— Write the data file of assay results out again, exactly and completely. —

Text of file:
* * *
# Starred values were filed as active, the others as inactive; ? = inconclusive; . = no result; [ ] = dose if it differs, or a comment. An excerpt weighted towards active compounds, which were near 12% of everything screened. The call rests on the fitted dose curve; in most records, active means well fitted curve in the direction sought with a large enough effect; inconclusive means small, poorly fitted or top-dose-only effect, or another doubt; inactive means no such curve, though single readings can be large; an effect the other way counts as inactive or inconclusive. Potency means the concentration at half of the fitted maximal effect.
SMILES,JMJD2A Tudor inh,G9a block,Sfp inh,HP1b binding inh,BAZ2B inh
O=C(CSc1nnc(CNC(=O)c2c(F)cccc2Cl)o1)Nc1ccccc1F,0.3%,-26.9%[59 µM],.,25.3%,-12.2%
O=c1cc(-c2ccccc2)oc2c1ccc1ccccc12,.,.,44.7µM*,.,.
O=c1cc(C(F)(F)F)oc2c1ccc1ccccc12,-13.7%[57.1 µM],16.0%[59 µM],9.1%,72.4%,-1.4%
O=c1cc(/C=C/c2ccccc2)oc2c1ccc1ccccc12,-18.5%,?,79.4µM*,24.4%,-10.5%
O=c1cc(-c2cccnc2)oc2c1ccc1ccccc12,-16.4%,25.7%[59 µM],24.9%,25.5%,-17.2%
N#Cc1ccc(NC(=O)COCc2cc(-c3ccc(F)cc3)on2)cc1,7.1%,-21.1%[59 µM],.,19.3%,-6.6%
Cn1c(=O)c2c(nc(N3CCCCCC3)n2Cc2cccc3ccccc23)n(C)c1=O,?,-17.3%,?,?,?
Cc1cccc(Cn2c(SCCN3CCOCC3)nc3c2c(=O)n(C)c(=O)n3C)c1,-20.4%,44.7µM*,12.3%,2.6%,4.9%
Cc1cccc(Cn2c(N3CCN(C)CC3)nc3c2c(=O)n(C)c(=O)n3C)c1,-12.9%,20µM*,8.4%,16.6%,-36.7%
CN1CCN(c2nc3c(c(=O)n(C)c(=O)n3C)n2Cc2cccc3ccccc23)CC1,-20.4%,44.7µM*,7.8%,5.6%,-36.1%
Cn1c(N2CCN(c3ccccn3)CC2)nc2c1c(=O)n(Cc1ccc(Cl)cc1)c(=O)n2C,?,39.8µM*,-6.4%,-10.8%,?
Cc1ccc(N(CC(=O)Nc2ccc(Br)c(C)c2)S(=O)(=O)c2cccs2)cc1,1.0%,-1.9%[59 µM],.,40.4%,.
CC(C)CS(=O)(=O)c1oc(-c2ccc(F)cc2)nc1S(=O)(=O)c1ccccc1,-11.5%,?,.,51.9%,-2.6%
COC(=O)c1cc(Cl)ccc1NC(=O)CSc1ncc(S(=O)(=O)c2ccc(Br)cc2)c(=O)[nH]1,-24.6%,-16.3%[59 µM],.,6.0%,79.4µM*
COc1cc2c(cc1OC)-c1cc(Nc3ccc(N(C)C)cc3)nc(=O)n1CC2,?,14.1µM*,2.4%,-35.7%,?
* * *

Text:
# Starred values were filed as active, the others as inactive; ? = inconclusive; . = no result; [ ] = dose if it differs, or a comment. An excerpt weighted towards active compounds, which were near 12% of everything screened. The call rests on the fitted dose curve; in most records, active means well fitted curve in the direction sought with a large enough effect; inconclusive means small, poorly fitted or top-dose-only effect, or another doubt; inactive means no such curve, though single readings can be large; an effect the other way counts as inactive or inconclusive. Potency means the concentration at half of the fitted maximal effect.
SMILES,JMJD2A Tudor inh,G9a block,Sfp inh,HP1b binding inh,BAZ2B inh
O=C(CSc1nnc(CNC(=O)c2c(F)cccc2Cl)o1)Nc1ccccc1F,0.3%,-26.9%[59 µM],.,25.3%,-12.2%
O=c1cc(-c2ccccc2)oc2c1ccc1ccccc12,.,.,44.7µM*,.,.
O=c1cc(C(F)(F)F)oc2c1ccc1ccccc12,-13.7%[57.1 µM],16.0%[59 µM],9.1%,72.4%,-1.4%
O=c1cc(/C=C/c2ccccc2)oc2c1ccc1ccccc12,-18.5%,?,79.4µM*,24.4%,-10.5%
O=c1cc(-c2cccnc2)oc2c1ccc1ccccc12,-16.4%,25.7%[59 µM],24.9%,25.5%,-17.2%
N#Cc1ccc(NC(=O)COCc2cc(-c3ccc(F)cc3)on2)cc1,7.1%,-21.1%[59 µM],.,19.3%,-6.6%
Cn1c(=O)c2c(nc(N3CCCCCC3)n2Cc2cccc3ccccc23)n(C)c1=O,?,-17.3%,?,?,?
Cc1cccc(Cn2c(SCCN3CCOCC3)nc3c2c(=O)n(C)c(=O)n3C)c1,-20.4%,44.7µM*,12.3%,2.6%,4.9%
Cc1cccc(Cn2c(N3CCN(C)CC3)nc3c2c(=O)n(C)c(=O)n3C)c1,-12.9%,20µM*,8.4%,16.6%,-36.7%
CN1CCN(c2nc3c(c(=O)n(C)c(=O)n3C)n2Cc2cccc3ccccc23)CC1,-20.4%,44.7µM*,7.8%,5.6%,-36.1%
Cn1c(N2CCN(c3ccccn3)CC2)nc2c1c(=O)n(Cc1ccc(Cl)cc1)c(=O)n2C,?,39.8µM*,-6.4%,-10.8%,?
Cc1ccc(N(CC(=O)Nc2ccc(Br)c(C)c2)S(=O)(=O)c2cccs2)cc1,1.0%,-1.9%[59 µM],.,40.4%,.
CC(C)CS(=O)(=O)c1oc(-c2ccc(F)cc2)nc1S(=O)(=O)c1ccccc1,-11.5%,?,.,51.9%,-2.6%
COC(=O)c1cc(Cl)ccc1NC(=O)CSc1ncc(S(=O)(=O)c2ccc(Br)cc2)c(=O)[nH]1,-24.6%,-16.3%[59 µM],.,6.0%,79.4µM*
COc1cc2c(cc1OC)-c1cc(Nc3ccc(N(C)C)cc3)nc(=O)n1CC2,?,14.1µM*,2.4%,-35.7%,?